Description of the Santa Fe land iguana

The Santa Fe land iguana, also known by the scientific name Conolophus pallidus, is a species of land iguana endemic to Santa Fe Island in the Galapagos archipelago. These iguanas have a unique appearance with a pale grey or light brown coloration and small, pointed scales on their backs. They also have shorter and blunter dorsal spines than other Galapagos land iguana species. Males have larger, more robust heads than females, as well as larger femoral pores. Santa Fe land iguanas are primarily herbivorous, feeding mainly on giant cacti endemic to the island, as well as other succulent plants. They may also feed on insects and small animals, but this food is only a small part of their diet. These land iguanas are considered unique and vulnerable, as their habitat is limited to Santa Fe Island. They have also been threatened by the introduction of non-native animals such as goats and rats, which have destroyed their habitat and predated their eggs. However, thanks to conservation efforts, their population has increased in recent years.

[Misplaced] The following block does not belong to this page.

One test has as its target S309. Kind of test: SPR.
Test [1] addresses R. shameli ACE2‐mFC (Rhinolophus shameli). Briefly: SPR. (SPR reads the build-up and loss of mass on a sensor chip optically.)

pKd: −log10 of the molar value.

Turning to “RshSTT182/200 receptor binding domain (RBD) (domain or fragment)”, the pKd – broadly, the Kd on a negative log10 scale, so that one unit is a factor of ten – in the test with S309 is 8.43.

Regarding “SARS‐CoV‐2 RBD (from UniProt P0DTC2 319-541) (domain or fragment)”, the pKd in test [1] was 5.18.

When to see them?

Santa Fe land iguanas can be observed year-round. However, for the best experience, it is recommended to visit Santa Fe Island during the dry season which runs from June to December. During the dry season, the weather is generally sunny and dry, providing ideal conditions for observing Galapagos wildlife, including the Santa Fe land iguana. Land iguanas are more active during the cooler hours of the day, in the early morning or late afternoon.

Where to observe them?

The Santa Fe land iguana is endemic to the island of Santa Fe. To observe this species of land iguana, it is therefore necessary to go to Santa Fe island.

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